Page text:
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Showing posts from July 1, 2012

Privacy Laws and Twitter

Photo by Alan Cleaver Judge Sciarrino said, "If you post a tweet, just like if you scream it out the window, there is no reasonable expectation of privacy. There is no proprietary interest in your tweets, which you have now gifted to the world..." Tweeting is very different from a private mail, private chat or other forms of private online communications, Sciarrino wrote. "Those private dialogues would require a warrant based on probable cause in order to access the relevant information. " The same is not true of public tweets, he noted. The ruling elicited predictable groans from privacy rights groups. "We think the judge missed the point on the privacy analysis," said Marc Rotenberg, executive director of the Electronic Privacy Information Center (EPIC). "It's one thing for the police to overhear a person shout an incriminating statement. We agree there would be no expectation of privacy" in those situations, Rotenberg sa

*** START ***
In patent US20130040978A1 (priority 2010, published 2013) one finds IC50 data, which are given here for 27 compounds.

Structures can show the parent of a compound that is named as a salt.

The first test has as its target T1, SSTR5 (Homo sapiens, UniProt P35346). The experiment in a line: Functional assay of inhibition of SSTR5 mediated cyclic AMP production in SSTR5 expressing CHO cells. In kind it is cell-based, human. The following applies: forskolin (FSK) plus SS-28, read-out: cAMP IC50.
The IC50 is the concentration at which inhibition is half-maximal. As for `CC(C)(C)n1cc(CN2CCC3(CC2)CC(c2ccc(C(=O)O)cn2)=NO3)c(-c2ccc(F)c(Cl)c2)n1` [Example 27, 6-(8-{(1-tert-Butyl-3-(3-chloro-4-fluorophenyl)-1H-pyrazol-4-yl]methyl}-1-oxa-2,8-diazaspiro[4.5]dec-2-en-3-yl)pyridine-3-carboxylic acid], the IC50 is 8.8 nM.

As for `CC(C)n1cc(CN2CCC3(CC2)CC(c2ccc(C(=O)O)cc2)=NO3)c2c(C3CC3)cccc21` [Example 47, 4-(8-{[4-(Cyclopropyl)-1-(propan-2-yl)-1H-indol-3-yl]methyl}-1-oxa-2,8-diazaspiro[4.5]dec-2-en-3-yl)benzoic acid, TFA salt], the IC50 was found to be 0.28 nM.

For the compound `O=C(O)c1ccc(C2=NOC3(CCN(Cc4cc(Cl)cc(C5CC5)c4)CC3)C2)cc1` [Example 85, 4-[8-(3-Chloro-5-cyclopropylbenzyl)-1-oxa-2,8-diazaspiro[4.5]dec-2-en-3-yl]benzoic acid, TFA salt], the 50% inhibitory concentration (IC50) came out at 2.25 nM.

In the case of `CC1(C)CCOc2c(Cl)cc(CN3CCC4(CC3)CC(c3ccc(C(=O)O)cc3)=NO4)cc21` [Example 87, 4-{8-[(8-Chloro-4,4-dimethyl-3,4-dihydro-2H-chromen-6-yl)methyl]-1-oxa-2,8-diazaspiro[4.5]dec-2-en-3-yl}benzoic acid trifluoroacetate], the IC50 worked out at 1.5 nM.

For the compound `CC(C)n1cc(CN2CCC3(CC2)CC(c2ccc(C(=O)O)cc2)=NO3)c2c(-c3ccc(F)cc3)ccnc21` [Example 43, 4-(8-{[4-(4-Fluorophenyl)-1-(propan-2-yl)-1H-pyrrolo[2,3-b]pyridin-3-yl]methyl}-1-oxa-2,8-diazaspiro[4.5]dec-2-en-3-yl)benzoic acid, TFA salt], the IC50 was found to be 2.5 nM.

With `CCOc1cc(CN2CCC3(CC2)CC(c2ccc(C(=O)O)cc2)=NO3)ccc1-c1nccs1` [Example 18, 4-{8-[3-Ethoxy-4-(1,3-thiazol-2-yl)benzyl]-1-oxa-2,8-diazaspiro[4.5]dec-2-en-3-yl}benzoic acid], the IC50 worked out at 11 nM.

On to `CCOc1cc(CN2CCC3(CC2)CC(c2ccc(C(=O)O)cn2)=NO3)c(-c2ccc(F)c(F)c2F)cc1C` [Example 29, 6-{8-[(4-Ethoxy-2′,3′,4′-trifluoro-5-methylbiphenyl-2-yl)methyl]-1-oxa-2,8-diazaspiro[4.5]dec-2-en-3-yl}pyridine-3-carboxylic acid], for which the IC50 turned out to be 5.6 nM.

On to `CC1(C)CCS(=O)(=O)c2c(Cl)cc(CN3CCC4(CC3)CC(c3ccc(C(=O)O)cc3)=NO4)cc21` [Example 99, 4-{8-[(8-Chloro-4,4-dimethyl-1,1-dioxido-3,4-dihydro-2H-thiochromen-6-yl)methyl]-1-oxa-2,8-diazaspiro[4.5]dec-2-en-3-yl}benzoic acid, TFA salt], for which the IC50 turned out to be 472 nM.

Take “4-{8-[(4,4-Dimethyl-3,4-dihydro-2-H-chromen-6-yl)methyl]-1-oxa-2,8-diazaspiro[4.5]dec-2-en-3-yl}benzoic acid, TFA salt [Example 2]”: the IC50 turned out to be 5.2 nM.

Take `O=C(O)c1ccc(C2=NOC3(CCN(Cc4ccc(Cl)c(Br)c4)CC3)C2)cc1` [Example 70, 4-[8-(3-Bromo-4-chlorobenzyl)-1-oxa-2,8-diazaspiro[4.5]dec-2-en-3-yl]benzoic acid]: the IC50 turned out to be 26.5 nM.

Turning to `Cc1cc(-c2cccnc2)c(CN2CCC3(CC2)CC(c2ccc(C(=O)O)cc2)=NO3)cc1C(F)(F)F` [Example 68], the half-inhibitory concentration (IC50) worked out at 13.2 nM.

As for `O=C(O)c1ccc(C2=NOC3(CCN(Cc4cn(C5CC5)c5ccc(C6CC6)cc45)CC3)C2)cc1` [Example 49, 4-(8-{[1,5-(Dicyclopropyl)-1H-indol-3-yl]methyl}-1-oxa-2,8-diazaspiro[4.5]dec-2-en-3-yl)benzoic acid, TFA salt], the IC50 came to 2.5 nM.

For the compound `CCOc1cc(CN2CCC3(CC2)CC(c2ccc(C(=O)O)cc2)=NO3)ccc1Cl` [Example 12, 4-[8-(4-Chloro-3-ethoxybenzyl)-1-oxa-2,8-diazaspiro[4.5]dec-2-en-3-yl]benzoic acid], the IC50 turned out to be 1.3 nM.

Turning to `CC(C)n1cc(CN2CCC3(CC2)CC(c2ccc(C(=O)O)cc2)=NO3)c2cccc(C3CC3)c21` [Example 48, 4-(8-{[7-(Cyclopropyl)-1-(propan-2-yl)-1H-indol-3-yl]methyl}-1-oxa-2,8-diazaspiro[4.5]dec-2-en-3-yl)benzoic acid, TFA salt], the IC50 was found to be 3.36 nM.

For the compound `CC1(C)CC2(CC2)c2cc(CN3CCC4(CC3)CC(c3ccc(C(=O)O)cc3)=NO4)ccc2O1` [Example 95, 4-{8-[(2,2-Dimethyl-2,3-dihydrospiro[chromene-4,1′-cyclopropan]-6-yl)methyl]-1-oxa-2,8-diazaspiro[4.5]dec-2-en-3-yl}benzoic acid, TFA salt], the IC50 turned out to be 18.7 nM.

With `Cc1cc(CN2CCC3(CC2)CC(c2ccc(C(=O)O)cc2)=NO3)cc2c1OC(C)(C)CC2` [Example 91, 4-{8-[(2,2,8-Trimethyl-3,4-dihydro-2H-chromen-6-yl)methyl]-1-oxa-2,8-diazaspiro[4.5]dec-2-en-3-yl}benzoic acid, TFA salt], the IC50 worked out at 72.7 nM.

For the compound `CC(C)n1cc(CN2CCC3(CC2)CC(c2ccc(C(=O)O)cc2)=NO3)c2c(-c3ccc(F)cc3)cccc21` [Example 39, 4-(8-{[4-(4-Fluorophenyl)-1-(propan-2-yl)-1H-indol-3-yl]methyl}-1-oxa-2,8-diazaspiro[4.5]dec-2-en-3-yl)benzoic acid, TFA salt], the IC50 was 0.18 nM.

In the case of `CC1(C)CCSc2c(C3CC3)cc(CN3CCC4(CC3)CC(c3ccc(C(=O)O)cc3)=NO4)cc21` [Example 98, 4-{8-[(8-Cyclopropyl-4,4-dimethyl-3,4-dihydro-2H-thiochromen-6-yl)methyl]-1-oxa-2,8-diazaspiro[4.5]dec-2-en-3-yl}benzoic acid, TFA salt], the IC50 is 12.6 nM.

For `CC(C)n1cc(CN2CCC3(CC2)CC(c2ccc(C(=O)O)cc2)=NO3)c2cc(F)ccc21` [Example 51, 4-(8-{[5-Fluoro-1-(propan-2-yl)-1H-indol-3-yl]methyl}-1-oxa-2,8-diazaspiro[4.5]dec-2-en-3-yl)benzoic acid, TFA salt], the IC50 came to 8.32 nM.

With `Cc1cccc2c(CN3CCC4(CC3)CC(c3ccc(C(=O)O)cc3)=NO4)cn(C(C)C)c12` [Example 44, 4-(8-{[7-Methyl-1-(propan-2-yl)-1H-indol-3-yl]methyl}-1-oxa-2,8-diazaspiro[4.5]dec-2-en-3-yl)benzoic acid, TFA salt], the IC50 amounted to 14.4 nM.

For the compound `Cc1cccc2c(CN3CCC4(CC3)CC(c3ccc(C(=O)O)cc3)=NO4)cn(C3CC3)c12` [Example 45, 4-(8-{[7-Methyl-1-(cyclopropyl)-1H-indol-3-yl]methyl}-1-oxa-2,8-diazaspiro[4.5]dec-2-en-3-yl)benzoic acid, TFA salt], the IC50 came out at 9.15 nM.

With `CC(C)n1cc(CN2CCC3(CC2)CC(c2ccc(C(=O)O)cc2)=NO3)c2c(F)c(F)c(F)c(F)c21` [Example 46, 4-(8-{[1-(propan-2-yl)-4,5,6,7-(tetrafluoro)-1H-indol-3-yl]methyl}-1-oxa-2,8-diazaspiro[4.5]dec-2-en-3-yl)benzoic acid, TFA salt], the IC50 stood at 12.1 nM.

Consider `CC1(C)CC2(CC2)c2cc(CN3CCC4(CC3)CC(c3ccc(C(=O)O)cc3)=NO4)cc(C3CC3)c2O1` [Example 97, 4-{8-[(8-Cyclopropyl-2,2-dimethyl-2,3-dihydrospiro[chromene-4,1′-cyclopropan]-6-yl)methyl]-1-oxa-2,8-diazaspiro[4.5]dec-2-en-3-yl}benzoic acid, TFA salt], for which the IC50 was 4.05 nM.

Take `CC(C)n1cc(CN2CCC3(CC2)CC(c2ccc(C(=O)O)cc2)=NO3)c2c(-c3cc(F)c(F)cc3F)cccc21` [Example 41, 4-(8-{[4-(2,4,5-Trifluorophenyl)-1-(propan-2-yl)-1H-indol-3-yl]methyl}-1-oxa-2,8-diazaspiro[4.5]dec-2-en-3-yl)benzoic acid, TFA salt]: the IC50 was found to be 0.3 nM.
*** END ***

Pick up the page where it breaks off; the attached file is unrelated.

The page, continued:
Teaching with Technology

More and more technology is finding its way into the classroom and into the homeschooler's curriculum.  Today, I found an infographic (a visual representation of information) geared toward education. I always had problems with affect and effect. Now I know! There is a whole new employment opportunity for graphic artists that can put together infographics that are understandable, meaningful and helpful. There is even software now available to help non-designers put together effective instructional tools for visual thinking.  Browse more Education infographics .

Happy Fourth of July!

As you can see, I am taking a few days off but I will be back with our regularly scheduled posts and lots of great information. Thanks for standing by!!